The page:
Children's Literature Research Center Is a Gold Mine for Scholars
FOR children's book buffs, the Kerlan Collection is a fairy tale come true. To browse through an author's or illustrator's project from start to finish is to witness the creative process of an artist. The collection contains more than 50,000 children's books, with the original manuscripts and artwork for more than 5,000 of them. Founded by Irvin Kerlan, who turned it over to the the University of Minnesota in 1949, the Kerlan Collection includes materials that date back to 1717, with 46 languages represented. Some 750 authors and illustrators have donated their original works to the Kerlan.
But this is no dusty archive. Housed in the majestic Walter Library here, the collection is part of an internationally recognized Research Center for Children's Literature. It's seeing more scholarly activity between its wood-paneled walls than ever before.
``More and more people see that children's books are worthy of scholarly attention,'' says curator Karen Hoyle, ``not because the books are any better, but that this is a body of literature that can be looked at from a scholarly point of view.''
Over the last decade, children's literature has enjoyed a heightened reputation in the scholarly world.
With such a significant collection, the research center and its staff are well-poised to serve scholars as well as to play an active role as a forum in the world of children's literature - organizing lectures, symposiums, traveling exhibits, and awards.
Here teachers, students, librarians, researchers, authors, illustrators, journalists, theater staff - even people on a lunch break - can be found browsing through card catalogs, books, and boxes of materials brought in from climate-controlled storage. Their reasons range from pure curiosity about children's literature to serious studies of social history, censorship, or gender. Some are interested in particular authors such as Wanda Gag, Tomie dePaola, Jean Craighead George, Maurice Sendak, Charles Miko laycak, or Ashley Bryan. The same rules apply to all: Wear white gloves to protect the art, and handle with care.
``It's probably one of the finest collections in the country,'' says Norma Bagnall, president of the Children's Literature Association. Children's books follow and echo what goes on in American society, says Ms. Bagnall, which is why such a collection is valuable.
There is also great interest of late in studying the impact of children's books on children. ``We spend a quarter of our lives as children,'' Dr. Hoyle says.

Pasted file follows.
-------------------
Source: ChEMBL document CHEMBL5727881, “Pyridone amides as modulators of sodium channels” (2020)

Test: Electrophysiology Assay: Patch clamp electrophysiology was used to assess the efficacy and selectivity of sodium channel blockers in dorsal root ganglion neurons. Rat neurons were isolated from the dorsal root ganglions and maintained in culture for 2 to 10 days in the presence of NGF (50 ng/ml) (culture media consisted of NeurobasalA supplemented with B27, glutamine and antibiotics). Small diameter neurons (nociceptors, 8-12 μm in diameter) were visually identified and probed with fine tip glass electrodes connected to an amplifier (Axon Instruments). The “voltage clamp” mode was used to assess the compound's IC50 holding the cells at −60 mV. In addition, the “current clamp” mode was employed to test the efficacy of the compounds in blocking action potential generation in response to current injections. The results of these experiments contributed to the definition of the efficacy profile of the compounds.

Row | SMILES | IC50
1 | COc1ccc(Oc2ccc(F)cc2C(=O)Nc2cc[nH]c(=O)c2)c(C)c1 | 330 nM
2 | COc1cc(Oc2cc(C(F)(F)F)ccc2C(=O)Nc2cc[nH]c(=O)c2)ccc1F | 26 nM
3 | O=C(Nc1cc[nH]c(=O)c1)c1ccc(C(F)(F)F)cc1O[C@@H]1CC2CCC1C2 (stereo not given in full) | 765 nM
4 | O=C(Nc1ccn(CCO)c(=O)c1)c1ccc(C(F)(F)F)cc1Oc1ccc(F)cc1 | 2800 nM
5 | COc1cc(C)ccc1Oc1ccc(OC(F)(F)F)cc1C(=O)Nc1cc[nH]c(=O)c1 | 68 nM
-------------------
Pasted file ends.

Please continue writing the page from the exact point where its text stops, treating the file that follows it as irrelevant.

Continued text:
Recent acquisitions of the Kerlan include a large collection of illustrations from Barbara Cooney, a two-time winner of the Caldecott Medal, both as author and illustrator. (This writer poured over original materials for her ``Peter and the Wolf'' with fascination.)
WHAT are some of the emerging patterns and trends documented here?
Multicultural themes. Children's literature is becoming increasingly pluralistic. More minority groups are represented, both in subject matter and authors.
International scope. Stories have better translations and truer depictions.
Greater accuracy. In this information and technology age, facts are more accurate. Also, illustrations and photo reproductions have greatly improved. It is not uncommon now for children's books to be read by outside experts before publication.
Varying subject matter. There are more photography books for children and books illustrated with photos, both color and black and white. Difficult subjects are being tackled, such as war and the experience of being a refugee. Also, ``There's a trend toward fuller biographies,'' Hoyle says. ``History is exciting enough that authors don't have to fictionalize a lot. We have so much more access to information and archives and special collections.''
With so many more children's books being published each year (about 4,000) and the growth of scholarly study in the field, Hoyle says she's pleased.
``It's a delight to be part of a great movement,'' she says. ``To have been part of the acquisition of some of these materials that are used by scholars and exhibited by libraries and museums is very satisfying.''